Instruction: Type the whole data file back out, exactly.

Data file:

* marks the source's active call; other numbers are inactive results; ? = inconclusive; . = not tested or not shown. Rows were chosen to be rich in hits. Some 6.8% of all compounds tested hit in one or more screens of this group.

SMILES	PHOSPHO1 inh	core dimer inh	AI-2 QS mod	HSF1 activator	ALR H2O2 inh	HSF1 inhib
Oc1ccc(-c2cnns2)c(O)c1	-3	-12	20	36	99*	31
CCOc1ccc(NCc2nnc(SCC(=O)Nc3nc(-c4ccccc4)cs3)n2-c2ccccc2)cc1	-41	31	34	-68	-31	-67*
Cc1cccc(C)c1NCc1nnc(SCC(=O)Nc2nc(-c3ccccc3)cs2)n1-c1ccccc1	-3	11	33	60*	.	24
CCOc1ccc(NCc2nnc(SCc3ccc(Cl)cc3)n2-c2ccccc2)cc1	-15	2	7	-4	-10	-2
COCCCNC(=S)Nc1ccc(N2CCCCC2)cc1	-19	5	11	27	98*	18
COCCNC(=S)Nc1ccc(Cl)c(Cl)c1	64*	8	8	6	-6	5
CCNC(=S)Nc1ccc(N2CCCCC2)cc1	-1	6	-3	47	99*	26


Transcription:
* marks the source's active call; other numbers are inactive results; ? = inconclusive; . = not tested or not shown. Rows were chosen to be rich in hits. Some 6.8% of all compounds tested hit in one or more screens of this group.

SMILES	PHOSPHO1 inh	core dimer inh	AI-2 QS mod	HSF1 activator	ALR H2O2 inh	HSF1 inhib
Oc1ccc(-c2cnns2)c(O)c1	-3	-12	20	36	99*	31
CCOc1ccc(NCc2nnc(SCC(=O)Nc3nc(-c4ccccc4)cs3)n2-c2ccccc2)cc1	-41	31	34	-68	-31	-67*
Cc1cccc(C)c1NCc1nnc(SCC(=O)Nc2nc(-c3ccccc3)cs2)n1-c1ccccc1	-3	11	33	60*	.	24
CCOc1ccc(NCc2nnc(SCc3ccc(Cl)cc3)n2-c2ccccc2)cc1	-15	2	7	-4	-10	-2
COCCCNC(=S)Nc1ccc(N2CCCCC2)cc1	-19	5	11	27	98*	18
COCCNC(=S)Nc1ccc(Cl)c(Cl)c1	64*	8	8	6	-6	5
CCNC(=S)Nc1ccc(N2CCCCC2)cc1	-1	6	-3	47	99*	26